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What I Gained and Lost During COVID19

Thomais with her drawings
Photo:Karen Halbert

Rainbow is a 12-year-old artist with autism who has the willingness to use art as the lead support and survival tool during a period of uncertainty. After months of creation while facing anguish, fear, PTSD, increased OCD, silliness, and witnessing the passing of a family member, she understands that love and family will always guide her path, as well as discovering the ability to cope. The co-authors believe this is an important message to all families facing a myriad of challenges and not knowing what to do with their children.

A beta reader of the book commented: “Rainbow wants us to discover and implement positive coping mechanisms to help us deal with our feelings when circumstances are beyond our control.”

Rainbow and Yadira have received a lot of attention by choosing to be honest and vulnerable about this experience. The authors want their message to reach everyone that needs it and open the door to increased communication – considering suicide rates amongst teens is on the rise.

The publishing world has shown increased interest in reading material that presents truthful portrayals, first-person experience, and the voice of the disabled. Their book fills a void in this market.

“What I Gained and Lost During COVID19” is a one of a kind book. In each page, you will witness inspiring and beautiful art – all created on an iPad with Rainbow’s index finger. Another beta reader says: “This young author with autism reminds us that pain can lead to transformation, and at twelve years old, that is a very profound but simple thought. Emotional Art Therapy at its best. A MUST READ!”

This dynamic duo have utilized social media as the key tool to prepare for the launch of their book – Instagram, Facebook, and LinkedIn – all have provided key sources to network and increase exposure. One stellar experience is the crowdfunding campaign through Kid Everest – a platform by kids for kids to seek funds for a variety of projects. In 48 hours, Rainbow’s campaign reached its goal. A week later, Rainbow’s campaign made history by receiving the largest single contribution ever. Yadira says: “What matters here is the reaffirmation that nothing is impossible and we can always find a solution in this process — yes, as we learn about entrepreneurship.” Another enriching event is being a sponsor in the Youth Entrepreneurs Auction, created by Patricia Clahar. All of these experiences are the result of organic content and exposure in social media.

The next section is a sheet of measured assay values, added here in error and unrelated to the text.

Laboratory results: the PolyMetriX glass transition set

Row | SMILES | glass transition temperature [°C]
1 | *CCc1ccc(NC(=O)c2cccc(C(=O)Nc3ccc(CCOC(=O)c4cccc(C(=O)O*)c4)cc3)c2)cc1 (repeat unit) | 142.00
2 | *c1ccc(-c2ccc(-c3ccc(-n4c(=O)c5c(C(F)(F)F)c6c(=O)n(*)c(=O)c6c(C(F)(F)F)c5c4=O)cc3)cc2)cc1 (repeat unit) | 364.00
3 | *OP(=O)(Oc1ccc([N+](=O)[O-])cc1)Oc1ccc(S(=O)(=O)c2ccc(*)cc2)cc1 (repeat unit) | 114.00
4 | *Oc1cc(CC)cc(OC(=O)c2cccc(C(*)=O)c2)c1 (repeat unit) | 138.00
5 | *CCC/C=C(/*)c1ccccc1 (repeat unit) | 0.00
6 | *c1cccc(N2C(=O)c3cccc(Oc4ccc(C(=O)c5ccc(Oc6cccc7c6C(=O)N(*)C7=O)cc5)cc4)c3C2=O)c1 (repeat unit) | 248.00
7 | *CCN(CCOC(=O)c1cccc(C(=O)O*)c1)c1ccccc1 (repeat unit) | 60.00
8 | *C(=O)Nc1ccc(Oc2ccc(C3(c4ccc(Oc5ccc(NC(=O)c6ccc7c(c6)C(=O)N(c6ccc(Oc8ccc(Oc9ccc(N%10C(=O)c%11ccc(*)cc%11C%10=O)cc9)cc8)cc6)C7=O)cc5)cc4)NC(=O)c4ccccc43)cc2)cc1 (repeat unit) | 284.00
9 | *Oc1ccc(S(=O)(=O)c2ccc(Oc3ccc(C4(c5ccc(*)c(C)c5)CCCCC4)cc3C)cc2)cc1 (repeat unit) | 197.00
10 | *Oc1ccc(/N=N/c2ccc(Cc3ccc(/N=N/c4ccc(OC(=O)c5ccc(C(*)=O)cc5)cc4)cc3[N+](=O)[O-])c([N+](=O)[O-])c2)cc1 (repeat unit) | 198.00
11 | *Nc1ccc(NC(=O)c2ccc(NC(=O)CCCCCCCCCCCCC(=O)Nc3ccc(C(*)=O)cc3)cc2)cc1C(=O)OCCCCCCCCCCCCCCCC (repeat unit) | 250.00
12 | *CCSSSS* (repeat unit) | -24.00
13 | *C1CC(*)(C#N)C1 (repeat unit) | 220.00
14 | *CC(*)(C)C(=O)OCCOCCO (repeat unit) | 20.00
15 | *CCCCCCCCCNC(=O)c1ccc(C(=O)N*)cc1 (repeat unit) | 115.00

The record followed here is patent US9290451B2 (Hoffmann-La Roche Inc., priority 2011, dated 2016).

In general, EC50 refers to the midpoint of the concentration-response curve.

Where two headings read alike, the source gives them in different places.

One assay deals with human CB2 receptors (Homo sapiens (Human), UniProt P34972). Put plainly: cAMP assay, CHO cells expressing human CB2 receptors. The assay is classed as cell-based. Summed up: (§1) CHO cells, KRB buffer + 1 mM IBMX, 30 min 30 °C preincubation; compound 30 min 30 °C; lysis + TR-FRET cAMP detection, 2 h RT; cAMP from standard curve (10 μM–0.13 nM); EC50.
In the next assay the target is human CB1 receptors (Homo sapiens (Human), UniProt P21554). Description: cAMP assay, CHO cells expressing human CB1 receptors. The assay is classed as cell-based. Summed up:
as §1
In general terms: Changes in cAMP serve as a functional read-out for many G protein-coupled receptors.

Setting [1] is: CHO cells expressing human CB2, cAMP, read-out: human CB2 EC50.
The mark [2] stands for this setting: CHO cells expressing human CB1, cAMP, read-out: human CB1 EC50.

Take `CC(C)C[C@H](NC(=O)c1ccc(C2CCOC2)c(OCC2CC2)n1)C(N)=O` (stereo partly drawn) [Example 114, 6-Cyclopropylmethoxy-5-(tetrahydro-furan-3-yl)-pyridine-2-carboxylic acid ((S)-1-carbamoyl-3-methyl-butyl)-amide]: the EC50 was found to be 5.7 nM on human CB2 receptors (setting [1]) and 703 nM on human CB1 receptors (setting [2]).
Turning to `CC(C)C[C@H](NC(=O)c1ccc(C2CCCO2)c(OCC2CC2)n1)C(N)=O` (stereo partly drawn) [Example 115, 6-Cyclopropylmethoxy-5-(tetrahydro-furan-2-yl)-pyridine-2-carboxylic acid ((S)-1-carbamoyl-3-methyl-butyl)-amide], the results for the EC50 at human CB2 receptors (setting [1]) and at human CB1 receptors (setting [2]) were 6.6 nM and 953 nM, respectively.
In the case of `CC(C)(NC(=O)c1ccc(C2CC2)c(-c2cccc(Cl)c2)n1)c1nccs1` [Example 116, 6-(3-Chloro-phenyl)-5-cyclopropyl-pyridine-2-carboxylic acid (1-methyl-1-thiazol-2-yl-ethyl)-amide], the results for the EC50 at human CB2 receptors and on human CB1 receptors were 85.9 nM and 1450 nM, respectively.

Yadira’s desire to create a platform for Rainbow’s abilities began in 2017 after attending the Autism Observance Event at the United Nations and being a featured guest in a PBS documentary (Autism: Breakthrough to Hope). Yadira considers the existing steps provided by government programs to build a stable and independent future for an individual with a disability, do not emphasize real-life skills at an early age. Above all, she refuses to wait until Rainbow is 16 to discuss a plan for her future. This is why she took Rainbow to the United Nations in 2018 to witness what other individuals with autism are achieving and creating.

Presently, the authors live in Middle Tennessee, after spending 6 years in Florida. Both acknowledge the state has opened the doors to diverse experiences in the art world. Participating in art crawls, self-support groups in social media, and involvement in community events is creating exposure and greater awareness.

“What I Gained and Lost During COVID19” will be launched through Amazon, Barnes & Noble, and Ingram Spark the week of November 19, 2020. The authors invite you to be marveled in a transformational and unconventional reading and art experience!


About the Author

Thomais V. Moshopoulos AKA Rainbow Mosho
Thomais V. Moshopoulos

Thomais V. Moshopoulos AKA Rainbow Mosho was born in Athens, Greece in 2008. She was developing like any other child. But at 30 months, she had a massive regression and autism became a part of her life. She loves dinosaurs, whales, the Titanic.

Dyslexia also challenged her. Thomais learned to read between 2016-2017 at almost 9 years old. Thomais paints, draws and runs daily.

In 2020, she created the COVID19 Art series to express the discovery of life and death, handling PTSD, greater meaning of  family and deep wisdom for a 12 year old with autism.